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County prosecutor’s office deserves some more help

Prosecutor’s offices typically are busy places, but the Marquette County office has been particularly active the past seven years.

County Prosecuting Attorney Matt Wiese said the office had 427 authorized felony files in the county in 2012, with the number projected to rise to 681 this year.

Apparently, the office isn’t overcharging people. Instead, Wiese pointed to a huge increase in methamphetamine felony cases as the reason behind the spike. In fact, he expected his office to face over 200 meth felonies this year. Also, cases deal with cartel meth made in drug labs as opposed to individuals making their own.

Behind this fact is that people who can’t afford to buy meth typically commit larceny-level crimes to get the money to buy the drug, compounding society’s problems.

Wiese stressed that although there have been rises in sexual assault and domestic violence cases, he believes the increases are due to more reporting of sexual crimes as well as awareness of both this type of offense and domestic violence.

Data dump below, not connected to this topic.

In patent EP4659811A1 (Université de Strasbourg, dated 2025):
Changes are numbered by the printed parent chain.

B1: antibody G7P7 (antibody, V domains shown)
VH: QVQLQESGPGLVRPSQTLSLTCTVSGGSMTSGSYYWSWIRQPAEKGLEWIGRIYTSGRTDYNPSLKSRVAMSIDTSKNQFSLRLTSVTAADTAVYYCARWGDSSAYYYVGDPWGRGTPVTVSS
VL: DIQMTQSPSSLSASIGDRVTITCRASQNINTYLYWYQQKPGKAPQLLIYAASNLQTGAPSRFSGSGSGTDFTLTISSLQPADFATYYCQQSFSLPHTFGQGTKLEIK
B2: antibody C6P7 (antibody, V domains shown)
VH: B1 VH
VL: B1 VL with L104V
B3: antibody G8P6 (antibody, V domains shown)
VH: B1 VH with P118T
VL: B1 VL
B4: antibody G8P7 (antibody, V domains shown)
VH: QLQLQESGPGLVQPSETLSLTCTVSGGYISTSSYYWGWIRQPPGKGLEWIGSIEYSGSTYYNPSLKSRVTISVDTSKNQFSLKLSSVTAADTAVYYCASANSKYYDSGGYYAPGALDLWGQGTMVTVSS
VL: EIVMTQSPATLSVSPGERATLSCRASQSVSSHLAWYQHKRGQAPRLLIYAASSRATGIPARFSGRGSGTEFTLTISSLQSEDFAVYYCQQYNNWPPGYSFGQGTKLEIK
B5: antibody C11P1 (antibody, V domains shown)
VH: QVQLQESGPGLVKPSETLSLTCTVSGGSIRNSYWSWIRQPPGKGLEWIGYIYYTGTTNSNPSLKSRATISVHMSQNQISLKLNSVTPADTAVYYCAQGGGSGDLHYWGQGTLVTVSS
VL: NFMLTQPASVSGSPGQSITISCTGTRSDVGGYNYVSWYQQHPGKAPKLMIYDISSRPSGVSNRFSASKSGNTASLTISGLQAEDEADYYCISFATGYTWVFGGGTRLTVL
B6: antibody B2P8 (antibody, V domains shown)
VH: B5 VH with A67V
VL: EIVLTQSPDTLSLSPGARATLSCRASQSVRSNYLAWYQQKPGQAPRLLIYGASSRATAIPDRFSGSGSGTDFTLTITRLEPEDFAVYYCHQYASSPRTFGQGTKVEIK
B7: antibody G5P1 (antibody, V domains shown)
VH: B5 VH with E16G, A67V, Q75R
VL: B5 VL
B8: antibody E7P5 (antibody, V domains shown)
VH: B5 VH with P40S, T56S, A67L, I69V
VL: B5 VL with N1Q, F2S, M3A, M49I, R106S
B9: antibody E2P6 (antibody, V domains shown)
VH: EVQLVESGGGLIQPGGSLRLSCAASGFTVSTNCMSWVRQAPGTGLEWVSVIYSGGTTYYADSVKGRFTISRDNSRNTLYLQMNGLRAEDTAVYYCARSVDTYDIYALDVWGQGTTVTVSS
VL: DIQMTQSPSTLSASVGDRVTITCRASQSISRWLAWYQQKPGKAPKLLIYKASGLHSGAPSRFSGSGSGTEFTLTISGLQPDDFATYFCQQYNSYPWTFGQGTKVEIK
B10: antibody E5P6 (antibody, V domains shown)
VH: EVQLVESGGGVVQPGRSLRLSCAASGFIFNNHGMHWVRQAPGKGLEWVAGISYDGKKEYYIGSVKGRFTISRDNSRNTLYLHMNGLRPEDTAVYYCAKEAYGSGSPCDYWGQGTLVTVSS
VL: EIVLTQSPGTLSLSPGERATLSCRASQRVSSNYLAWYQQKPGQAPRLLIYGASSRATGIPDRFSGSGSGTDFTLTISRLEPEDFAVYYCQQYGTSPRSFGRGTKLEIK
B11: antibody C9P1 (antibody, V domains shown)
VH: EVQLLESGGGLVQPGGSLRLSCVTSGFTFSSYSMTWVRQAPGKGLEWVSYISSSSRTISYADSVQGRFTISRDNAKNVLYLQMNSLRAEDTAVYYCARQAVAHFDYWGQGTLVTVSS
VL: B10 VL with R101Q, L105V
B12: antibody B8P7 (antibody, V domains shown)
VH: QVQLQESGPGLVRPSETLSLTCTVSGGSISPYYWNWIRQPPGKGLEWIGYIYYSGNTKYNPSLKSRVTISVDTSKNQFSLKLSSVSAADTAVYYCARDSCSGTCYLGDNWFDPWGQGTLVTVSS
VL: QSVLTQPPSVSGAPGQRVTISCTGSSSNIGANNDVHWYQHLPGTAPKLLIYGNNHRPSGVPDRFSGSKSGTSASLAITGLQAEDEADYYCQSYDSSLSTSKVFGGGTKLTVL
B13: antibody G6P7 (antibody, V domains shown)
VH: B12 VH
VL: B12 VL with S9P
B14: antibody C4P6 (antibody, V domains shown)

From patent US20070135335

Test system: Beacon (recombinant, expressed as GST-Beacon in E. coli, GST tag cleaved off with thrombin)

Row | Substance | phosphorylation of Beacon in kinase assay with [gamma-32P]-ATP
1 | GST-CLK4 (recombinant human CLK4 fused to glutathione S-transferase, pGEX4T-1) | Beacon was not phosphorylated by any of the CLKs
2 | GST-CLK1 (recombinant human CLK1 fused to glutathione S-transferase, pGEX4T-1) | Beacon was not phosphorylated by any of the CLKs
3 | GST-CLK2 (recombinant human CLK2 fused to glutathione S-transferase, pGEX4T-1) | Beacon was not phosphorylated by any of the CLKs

Misdemeanors, on the other hand, have steadily decreased since 2012, with Wiese pointing out some crimes, such as possession of marijuana, no longer are illegal.

With the increased caseload, Wiese said the office has to prioritize, with the most serious cases considered first.

However, a lot of work beyond just authorizing charges is involved; the office has to handle mental health hearings, child abuse and neglect cases, juvenile offenders and other duties.

A competent staff, though, can go only so far in handling more cases. Additional staff eventually is needed.

Wiese hopes to have the addition of a part-time assistant prosecutor approved by the Marquette County Board of Commissioners, leaving his office with six full-time attorneys.

He said he already has started getting the money for the position through local dollars and grants.

We believe this would be money well spent.

Ideally, people should get at the roof of the increased caseload, particularly focusing on the meth problem. However, in the meantime, something has to be done on the other end.

Swift justice is essential to any community, and if this means more staff in the prosecutor’s office, so be it.

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